Don't take away your own liberties

  Difficulty: Introductory   Keywords: Tactics

A common mistake in Go, is taking away your own liberties.

Example 1


White has taken territory and Black some influence. It is tempting to reduce White's territory by pushing at a.


However, after W2, Black's liberties are reduced from six to five.
As his formation is still open to invasion, reduction or attack, losing a liberty is too high a cost compared to White's cost of 1 point at this stage.

Furthermore, this move loses a ko-threat, but that was not the issue here.

Example 2


White's stone has four liberties.


A vain attempt to cut the bamboo joint: White's stones now have three liberties.
This will always be bad (exception if played as a ko threat)

Almost as bad as losing a liberty, is playing but not gaining any liberties.[1]

White disregards liberties  

The exchange W1 - B2 leaves White with three liberties: the same number as she had before. This is one of the ideas behind hane at the head.

White gains liberties  

After W1 here, whatever Black does, she (White) will end up with at least four liberties for her group.

Example 3[2]

A bad push  

Black pushes at B1 to create weaknesses, but...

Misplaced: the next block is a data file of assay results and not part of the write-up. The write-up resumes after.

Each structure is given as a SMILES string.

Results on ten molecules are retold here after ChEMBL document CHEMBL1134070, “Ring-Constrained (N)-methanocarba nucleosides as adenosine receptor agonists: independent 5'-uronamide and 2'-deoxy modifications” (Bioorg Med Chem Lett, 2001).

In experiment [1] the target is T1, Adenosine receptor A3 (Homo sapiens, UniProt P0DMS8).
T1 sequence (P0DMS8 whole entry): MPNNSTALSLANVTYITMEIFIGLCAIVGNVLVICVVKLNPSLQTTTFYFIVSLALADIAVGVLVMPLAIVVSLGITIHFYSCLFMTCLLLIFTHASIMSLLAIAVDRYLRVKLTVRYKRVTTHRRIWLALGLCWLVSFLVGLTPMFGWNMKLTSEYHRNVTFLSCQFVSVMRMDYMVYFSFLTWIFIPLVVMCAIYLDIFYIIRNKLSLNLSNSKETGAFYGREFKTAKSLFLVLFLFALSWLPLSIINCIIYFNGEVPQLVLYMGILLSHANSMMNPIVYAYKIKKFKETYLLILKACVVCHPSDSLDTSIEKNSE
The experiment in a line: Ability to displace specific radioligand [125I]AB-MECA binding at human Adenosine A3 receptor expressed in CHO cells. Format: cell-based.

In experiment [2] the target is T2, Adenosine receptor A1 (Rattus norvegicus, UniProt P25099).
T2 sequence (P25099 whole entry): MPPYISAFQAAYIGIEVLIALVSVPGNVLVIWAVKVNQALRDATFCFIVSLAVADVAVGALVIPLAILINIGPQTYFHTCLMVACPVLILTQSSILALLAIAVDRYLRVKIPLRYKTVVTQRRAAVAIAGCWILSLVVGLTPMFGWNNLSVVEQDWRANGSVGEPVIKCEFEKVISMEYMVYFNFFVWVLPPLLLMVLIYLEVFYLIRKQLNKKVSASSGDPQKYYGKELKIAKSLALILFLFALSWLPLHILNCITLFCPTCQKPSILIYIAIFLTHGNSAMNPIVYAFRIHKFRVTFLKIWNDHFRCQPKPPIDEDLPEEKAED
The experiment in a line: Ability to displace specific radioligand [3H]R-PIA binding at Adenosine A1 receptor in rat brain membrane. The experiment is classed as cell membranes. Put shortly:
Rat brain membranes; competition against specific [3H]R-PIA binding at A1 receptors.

if black doesn't defend, then white can kill  

...because of shortage of liberties, he can no longer play a to make a second eye

A more complex situation where removing one's own liberties gives a bad result: Removing one's own liberties Example 1

This proverb or heuristic also is at the base of the proverb telling you to fill outside liberties first in a capturing race.

Comments on unambiguous correctness & teaching value


tderz: the two examples above are very good as a first instinct reaction ('gain liberties', 'stay ahead', 'play/avoid hane at the head of two'),

but do not necessarily show bad play:

White disregards liberties but cuts  

tderz: if White's intention is to cut at either W3 or a, then this might be the (only) way.

if the surroundings allow  

tderz: The exchange W1 - B2 leaves White with three liberties: the same number as she had before. This is one of the ideas behind hane at the head. -> if the surroundings allow and the situation fits, Black may be cut & in a bad/worse situation, as both only have 2 liberties.

White gains liberties  

tderz: this is espec. good & important if the direction square, triangle is the route for escape/attack.

tderz: this is not a perfect example in my view.

sente & a perfect wall  

tderz: W1 is sente once game is about 11 points/move (23/2) and Black needs to defend with B2.

reverse sente (1)  

tderz: Black's push at B1 can thus also be considered as a good reverse sente,
as it creates a weaknesses (of course, Black has to come back and defend).
Continuations could be a-b-c-d-e or c-(f, h or i) etc.

reverse sente (2)  

tderz: perhaps the white+circle goup is heavy now and on the left there are imponderabilities as a + b + c.
I certainly prefer defects in opponent's wall + split groups in gote over
being forced to accept a perfect wall in gote.

Don't take away your own liberties last edited by tderz on December 3, 2008 - 13:23
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